Chaotic Emergency Department
Lack of communication
Patient left waiting for 10 hours
Patients with multiple sclerosis need prompt and coordinated treatment, not Emergency departments mixups
A women in her early thirties had lived with Multiple Sclerosis for eight years. She knows that the disease was slowly progressing. Most of the time she lived a normal life, with minimal disruption. She also knew that when the disease suddenly flared up she would need to go to a hospital and received correct medical treatment.
So, when she suddenly developed severe leg pains, stiffness and lack of coordination, she knew what to do.
She called a taxi and went straight to an emergency department. She arrived there before ten in the morning. It wasn’t busy. There there she waited. And waited.
The Emergency doctors rang her regular neurologist. He could not find her history. She passed the ‘four hour waiting period’ and Emergency Department Management ordered she be moved to different parts of the department. This would prevent her from showing up on the hospital ‘over the four hour waiting time’ computer list. The woman was moved from one cubical to another, all around the large, winding emergency area.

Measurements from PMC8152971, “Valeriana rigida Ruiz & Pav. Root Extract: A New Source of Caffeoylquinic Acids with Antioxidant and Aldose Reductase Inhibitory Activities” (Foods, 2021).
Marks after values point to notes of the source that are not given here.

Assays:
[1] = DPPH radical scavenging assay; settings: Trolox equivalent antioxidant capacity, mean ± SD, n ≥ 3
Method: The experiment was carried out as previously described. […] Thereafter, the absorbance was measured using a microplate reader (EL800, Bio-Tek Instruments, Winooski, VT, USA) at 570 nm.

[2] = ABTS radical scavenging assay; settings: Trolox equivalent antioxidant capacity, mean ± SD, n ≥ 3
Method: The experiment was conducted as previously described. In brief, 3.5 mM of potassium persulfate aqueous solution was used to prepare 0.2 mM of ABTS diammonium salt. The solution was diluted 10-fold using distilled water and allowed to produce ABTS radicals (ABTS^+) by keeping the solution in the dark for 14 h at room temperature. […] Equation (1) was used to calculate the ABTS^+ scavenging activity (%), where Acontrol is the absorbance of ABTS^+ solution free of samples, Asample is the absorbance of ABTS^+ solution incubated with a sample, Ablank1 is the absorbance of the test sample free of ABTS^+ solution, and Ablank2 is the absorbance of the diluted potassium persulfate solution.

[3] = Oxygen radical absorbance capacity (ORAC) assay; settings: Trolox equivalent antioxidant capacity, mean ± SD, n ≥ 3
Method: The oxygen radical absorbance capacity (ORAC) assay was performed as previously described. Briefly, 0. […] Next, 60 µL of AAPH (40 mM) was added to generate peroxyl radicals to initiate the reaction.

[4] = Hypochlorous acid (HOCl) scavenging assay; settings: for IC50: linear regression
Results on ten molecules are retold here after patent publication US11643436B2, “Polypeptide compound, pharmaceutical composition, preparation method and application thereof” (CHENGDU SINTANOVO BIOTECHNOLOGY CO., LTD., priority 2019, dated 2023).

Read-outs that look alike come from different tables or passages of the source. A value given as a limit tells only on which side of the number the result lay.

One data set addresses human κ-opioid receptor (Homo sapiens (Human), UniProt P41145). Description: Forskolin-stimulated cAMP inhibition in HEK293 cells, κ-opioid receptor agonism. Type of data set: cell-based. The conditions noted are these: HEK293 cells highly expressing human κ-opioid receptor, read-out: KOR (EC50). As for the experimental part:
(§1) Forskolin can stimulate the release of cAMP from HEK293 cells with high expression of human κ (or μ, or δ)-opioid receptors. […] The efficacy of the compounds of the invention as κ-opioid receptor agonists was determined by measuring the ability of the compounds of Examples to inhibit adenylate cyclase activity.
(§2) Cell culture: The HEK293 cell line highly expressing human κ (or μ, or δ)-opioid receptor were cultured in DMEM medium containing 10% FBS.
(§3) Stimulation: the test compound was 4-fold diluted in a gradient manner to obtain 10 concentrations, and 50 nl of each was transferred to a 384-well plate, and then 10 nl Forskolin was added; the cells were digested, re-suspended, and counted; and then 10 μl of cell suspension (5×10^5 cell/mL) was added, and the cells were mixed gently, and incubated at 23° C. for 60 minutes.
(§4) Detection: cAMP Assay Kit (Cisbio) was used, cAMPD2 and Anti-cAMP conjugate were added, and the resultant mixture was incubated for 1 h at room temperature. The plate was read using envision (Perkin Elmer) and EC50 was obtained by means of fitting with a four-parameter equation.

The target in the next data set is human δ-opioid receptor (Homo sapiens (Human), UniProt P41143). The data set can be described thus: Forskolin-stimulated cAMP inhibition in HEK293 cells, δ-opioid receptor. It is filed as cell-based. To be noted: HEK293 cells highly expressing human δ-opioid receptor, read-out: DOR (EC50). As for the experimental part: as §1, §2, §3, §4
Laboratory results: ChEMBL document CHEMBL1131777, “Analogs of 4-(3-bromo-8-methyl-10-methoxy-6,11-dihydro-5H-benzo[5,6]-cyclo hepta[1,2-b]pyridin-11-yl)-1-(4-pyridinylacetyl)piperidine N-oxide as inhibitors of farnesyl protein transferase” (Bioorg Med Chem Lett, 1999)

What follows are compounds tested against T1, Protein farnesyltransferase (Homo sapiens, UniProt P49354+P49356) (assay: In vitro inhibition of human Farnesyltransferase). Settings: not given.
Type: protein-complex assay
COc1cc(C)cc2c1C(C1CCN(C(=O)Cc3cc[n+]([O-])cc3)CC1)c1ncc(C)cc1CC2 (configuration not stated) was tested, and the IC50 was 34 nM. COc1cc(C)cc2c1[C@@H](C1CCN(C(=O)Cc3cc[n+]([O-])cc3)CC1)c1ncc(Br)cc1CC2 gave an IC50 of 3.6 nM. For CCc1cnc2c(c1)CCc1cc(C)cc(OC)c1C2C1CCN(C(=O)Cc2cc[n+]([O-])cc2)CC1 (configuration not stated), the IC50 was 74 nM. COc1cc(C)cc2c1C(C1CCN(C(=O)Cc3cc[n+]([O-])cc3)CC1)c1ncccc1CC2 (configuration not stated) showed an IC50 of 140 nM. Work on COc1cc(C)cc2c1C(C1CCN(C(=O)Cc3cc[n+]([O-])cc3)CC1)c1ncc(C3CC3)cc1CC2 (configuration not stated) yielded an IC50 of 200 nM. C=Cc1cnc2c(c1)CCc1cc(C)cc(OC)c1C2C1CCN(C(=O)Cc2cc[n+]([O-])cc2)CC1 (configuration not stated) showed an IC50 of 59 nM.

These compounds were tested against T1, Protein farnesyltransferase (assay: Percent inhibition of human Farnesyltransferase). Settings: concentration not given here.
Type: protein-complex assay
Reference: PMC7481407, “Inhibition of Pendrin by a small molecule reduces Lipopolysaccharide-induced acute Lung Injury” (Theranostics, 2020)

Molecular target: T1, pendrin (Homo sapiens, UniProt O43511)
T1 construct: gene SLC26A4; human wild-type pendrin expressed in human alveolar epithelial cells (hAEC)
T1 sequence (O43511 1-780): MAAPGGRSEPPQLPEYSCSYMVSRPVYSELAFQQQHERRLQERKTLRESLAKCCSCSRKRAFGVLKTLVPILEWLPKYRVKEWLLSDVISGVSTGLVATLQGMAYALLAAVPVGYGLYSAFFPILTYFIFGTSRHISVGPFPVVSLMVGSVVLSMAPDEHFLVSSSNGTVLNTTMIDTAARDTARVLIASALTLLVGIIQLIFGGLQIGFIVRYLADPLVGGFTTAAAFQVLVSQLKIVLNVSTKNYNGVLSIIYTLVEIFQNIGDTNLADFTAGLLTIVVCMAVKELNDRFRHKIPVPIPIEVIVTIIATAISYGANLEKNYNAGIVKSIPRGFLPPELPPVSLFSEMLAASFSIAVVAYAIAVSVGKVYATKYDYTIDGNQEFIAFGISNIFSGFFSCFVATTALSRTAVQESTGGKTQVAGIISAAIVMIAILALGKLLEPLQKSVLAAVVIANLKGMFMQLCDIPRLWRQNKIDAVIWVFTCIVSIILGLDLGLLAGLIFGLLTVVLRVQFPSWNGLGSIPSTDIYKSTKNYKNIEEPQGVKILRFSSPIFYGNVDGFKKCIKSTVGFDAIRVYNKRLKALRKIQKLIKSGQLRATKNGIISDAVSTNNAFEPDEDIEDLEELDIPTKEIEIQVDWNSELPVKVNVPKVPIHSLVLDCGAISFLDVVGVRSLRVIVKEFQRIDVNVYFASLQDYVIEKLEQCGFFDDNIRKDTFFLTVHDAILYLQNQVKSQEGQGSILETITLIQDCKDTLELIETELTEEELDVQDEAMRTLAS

The Emergency doctors did not refer her to one of the hospital own neurologists. They didn’t consider giving her standard treatment for a sudden worsening of Multiple Sclerosis, a large daily dose of intravenous steroids, and some pain relief. Nursing staff did not offer her assistance with toileting, even though it was obvious she had difficulty walking. The food trolly came and went, and in the rush of transferring her around the Department, she was not offered any food or drink.
By ten o’clock that night a ward bed was finally found.
Emergency Management was delighted to ‘move her out’. She was taken up to a neurology ward, hungry, thirsty, needing to go to the toilet and in severe pain. No plan had been organised for her. No steroids had been given. She had just been left waiting for over twelve hours.
© Wikihospitals 2014